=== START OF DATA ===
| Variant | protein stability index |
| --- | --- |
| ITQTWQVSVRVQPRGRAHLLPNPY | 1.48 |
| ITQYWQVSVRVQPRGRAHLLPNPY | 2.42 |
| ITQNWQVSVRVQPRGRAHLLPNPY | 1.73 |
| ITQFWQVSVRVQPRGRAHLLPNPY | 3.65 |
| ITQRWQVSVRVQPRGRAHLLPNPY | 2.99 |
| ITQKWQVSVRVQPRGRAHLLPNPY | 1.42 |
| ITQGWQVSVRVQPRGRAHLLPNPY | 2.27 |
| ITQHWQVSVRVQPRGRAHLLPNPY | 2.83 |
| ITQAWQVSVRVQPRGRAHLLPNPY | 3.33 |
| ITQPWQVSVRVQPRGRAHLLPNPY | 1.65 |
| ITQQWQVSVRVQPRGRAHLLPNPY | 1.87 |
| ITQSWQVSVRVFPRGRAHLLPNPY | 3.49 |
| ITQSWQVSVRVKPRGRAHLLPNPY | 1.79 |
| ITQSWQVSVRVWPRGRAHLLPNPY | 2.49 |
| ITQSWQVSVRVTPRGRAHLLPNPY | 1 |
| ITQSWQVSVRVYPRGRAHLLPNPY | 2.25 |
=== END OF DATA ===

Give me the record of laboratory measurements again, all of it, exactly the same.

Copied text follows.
| Variant | protein stability index |
| --- | --- |
| ITQTWQVSVRVQPRGRAHLLPNPY | 1.48 |
| ITQYWQVSVRVQPRGRAHLLPNPY | 2.42 |
| ITQNWQVSVRVQPRGRAHLLPNPY | 1.73 |
| ITQFWQVSVRVQPRGRAHLLPNPY | 3.65 |
| ITQRWQVSVRVQPRGRAHLLPNPY | 2.99 |
| ITQKWQVSVRVQPRGRAHLLPNPY | 1.42 |
| ITQGWQVSVRVQPRGRAHLLPNPY | 2.27 |
| ITQHWQVSVRVQPRGRAHLLPNPY | 2.83 |
| ITQAWQVSVRVQPRGRAHLLPNPY | 3.33 |
| ITQPWQVSVRVQPRGRAHLLPNPY | 1.65 |
| ITQQWQVSVRVQPRGRAHLLPNPY | 1.87 |
| ITQSWQVSVRVFPRGRAHLLPNPY | 3.49 |
| ITQSWQVSVRVKPRGRAHLLPNPY | 1.79 |
| ITQSWQVSVRVWPRGRAHLLPNPY | 2.49 |
| ITQSWQVSVRVTPRGRAHLLPNPY | 1 |
| ITQSWQVSVRVYPRGRAHLLPNPY | 2.25 |